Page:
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Hello, my name is Shaylan, and I'm a PIN-A-HOLIC.

I remember it like it was yesterday'?¦ It was a rainy Sunday in August when my Pinterest invite finally came. Coffee in hand, I began emptying the countless links I had saved in my browser favorites, organizing them onto my cleverly named virtual pinboards. I won't tell you how many hours it took before I forced myself to tear my glazed over eyes away from my MacBook. Seriously, it was worse than when I read the entire Hunger Games series in two days. Let's keep that between us, ok? Anyway, if you haven't heard of Pinterest, or like my fiancé you refuse to comprehend what it is and why I and others spend so much time 'pinning'? ' simply put ' it's a virtual bulletin board. According to Pinterest, the site 'lets you organize and share all the beautiful things you find on the web.'? The reason Pinterest is likely so popular? It combines the traditional social network concept of sharing, with compelling visual content. In other words not only is the site easy to use, it's really pretty! While I haven't built my walk-in closet yet, I've virtually filled it on Pinterest. I've also decorated my entire house, planned my wedding and armed myself with several projects in the event that I decide to become crafty. And, lately, that red notification that someone 'liked'? something I posted on Facebook just doesn't give me the twinge of satisfaction I feel when someone 'repins'? something from one of my boards. Pinterest is not new news, and I'm not the only one wondering & blogging about why brands aren't utilizing this channel, or speculating on how they should be. Just last week Mashable touted the network's referral traffic (more than Google+, YouTube and LinkedIn combined in January). When I registered for Pinterest, the first thing I did after following my friends who were using the network was search for my favorite media outlets and brands, but most of them were nowhere to be found. Pinterest isn't right for every brand, and it needs to be approached creatively & with strategy'?¦but if an opportunity exists to provide content and boost consumer engagement it seems like a no brainer. The biggest reason I see an opportunity for marketers? Since I became a member, Pinterest has driven (several) of my purchase decisions. How do you think brands should take advantage of this platform?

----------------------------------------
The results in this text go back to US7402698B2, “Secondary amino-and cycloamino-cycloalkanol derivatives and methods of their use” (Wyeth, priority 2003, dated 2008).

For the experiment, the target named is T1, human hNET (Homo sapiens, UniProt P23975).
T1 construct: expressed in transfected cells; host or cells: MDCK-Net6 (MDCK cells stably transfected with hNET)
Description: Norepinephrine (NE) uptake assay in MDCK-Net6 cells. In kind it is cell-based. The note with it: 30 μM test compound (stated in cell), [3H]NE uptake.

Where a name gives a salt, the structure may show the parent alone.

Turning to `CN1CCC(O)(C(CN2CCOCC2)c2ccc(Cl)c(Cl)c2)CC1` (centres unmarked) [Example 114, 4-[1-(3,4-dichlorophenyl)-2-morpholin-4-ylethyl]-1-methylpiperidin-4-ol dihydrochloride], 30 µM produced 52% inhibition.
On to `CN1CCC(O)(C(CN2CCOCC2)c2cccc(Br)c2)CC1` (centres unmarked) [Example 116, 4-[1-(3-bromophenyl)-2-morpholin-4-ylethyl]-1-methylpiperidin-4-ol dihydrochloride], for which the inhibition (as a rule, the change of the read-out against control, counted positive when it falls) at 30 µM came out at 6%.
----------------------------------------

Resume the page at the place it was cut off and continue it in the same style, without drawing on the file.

Polaroid + Digital Camera = Bad Romance (Lady Gaga pun most definitely intended'?¦)

Nerd alert! The annual International Consumer Electronics Show (CES for those in the know) wrapped up this past weekend with a 3D flurry of tablets and mobile phones galore. I'm not even remotely close to being considered a techie, but I always find myself excited to hear about the 'next big thing'? when the convention rolls around each year. After scrolling the headlines and skimming through countless product launches that were over my head, I noticed Polaroid. Around this time last year Polaroid announced Lady Gaga as Creative Director, which seemed like a smart move for a seemingly 'dying'? brand that desperately needed an injection of style and creativity after going bankrupt (again). Polaroid had become a cult favorite among hipsters and the fashion industry, who mourned when film type after film type was discontinued over the years. In comes Gaga, who collaborated with Polaroid on a new product line called Grey Label, to save the day. According to Polaroid, the Grey Label products 'Showcase the Magic of the Polaroid Instant Experience.'? Don't get me started on the ridiculous GL20 Camera Glasses (fashionable Ray Ban Wayfarers these are not). Let's look at the GL30 Instant Digital Camera first. The camera, looking clunkier than ever, holds up to 10 photos, has a digital display and several filters and borders to choose from. No more waiting for the ink to dry, and gone are the days of having to make each shot really count. The GL10 Instant Mobile Printer, which Lady Gaga claims she pulls out at bars, allows consumers to send pictures from their GL30 Instant Digital Camera or Smartphone via Bluetooth. Um, ok. While Lady Gaga pulling out a (sort of) tiny printer at a bar and sharing hard copies with friends sounds cool, I can't imagine that I'd get the same reaction from my friends. Not to mention the fact that the printer isn't compatible with the iPhone, arguably one of the best camera phones on the market (check out this video to hear the resounding 'boos'? in the crowd when Gaga drops that bomb). In terms of photography in 2011, instant experience to me is taking a picture on my Smartphone and sending it to friends, or posting to my social network. These Polaroid 'improvements'? ruin everything endearingly kitsch about this brand for me. So'?¦marketers, Polaroid enthusiasts and/or Little Monsters, will this launch reinvent the Polaroid brand? Or, do you agree that it's somehow not really a Polaroid if you don't shake it? Sources: http://polaroid.com

Grammy Award Winning Band Touring the US with Tons of Downtime? There's an App for that'?¦